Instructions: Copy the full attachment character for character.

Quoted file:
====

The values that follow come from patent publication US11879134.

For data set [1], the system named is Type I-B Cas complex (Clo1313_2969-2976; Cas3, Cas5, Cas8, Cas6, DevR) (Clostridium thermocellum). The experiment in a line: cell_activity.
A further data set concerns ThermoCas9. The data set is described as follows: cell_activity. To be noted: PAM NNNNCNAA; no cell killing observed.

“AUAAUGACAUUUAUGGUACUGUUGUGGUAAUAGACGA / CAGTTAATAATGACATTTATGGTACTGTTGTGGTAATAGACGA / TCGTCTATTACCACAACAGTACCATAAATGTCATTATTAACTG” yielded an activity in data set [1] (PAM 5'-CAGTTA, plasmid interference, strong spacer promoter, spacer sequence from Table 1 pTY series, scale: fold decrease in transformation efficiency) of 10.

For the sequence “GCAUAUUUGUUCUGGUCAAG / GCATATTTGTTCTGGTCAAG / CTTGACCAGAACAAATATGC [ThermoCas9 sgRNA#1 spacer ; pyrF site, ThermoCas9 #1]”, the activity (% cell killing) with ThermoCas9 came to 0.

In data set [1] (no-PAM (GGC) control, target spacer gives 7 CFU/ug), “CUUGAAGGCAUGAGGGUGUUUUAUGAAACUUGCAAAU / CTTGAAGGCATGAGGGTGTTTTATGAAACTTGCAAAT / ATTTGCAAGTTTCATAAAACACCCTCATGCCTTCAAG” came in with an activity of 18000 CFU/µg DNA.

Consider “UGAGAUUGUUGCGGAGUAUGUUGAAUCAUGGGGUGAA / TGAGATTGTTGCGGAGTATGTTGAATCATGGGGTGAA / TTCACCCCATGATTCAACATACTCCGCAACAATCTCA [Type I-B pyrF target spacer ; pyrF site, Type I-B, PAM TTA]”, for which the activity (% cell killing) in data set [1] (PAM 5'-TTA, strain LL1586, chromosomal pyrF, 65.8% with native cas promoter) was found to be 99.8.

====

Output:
The values that follow come from patent publication US11879134.

For data set [1], the system named is Type I-B Cas complex (Clo1313_2969-2976; Cas3, Cas5, Cas8, Cas6, DevR) (Clostridium thermocellum). The experiment in a line: cell_activity.
A further data set concerns ThermoCas9. The data set is described as follows: cell_activity. To be noted: PAM NNNNCNAA; no cell killing observed.

“AUAAUGACAUUUAUGGUACUGUUGUGGUAAUAGACGA / CAGTTAATAATGACATTTATGGTACTGTTGTGGTAATAGACGA / TCGTCTATTACCACAACAGTACCATAAATGTCATTATTAACTG” yielded an activity in data set [1] (PAM 5'-CAGTTA, plasmid interference, strong spacer promoter, spacer sequence from Table 1 pTY series, scale: fold decrease in transformation efficiency) of 10.

For the sequence “GCAUAUUUGUUCUGGUCAAG / GCATATTTGTTCTGGTCAAG / CTTGACCAGAACAAATATGC [ThermoCas9 sgRNA#1 spacer ; pyrF site, ThermoCas9 #1]”, the activity (% cell killing) with ThermoCas9 came to 0.

In data set [1] (no-PAM (GGC) control, target spacer gives 7 CFU/ug), “CUUGAAGGCAUGAGGGUGUUUUAUGAAACUUGCAAAU / CTTGAAGGCATGAGGGTGTTTTATGAAACTTGCAAAT / ATTTGCAAGTTTCATAAAACACCCTCATGCCTTCAAG” came in with an activity of 18000 CFU/µg DNA.

Consider “UGAGAUUGUUGCGGAGUAUGUUGAAUCAUGGGGUGAA / TGAGATTGTTGCGGAGTATGTTGAATCATGGGGTGAA / TTCACCCCATGATTCAACATACTCCGCAACAATCTCA [Type I-B pyrF target spacer ; pyrF site, Type I-B, PAM TTA]”, for which the activity (% cell killing) in data set [1] (PAM 5'-TTA, strain LL1586, chromosomal pyrF, 65.8% with native cas promoter) was found to be 99.8.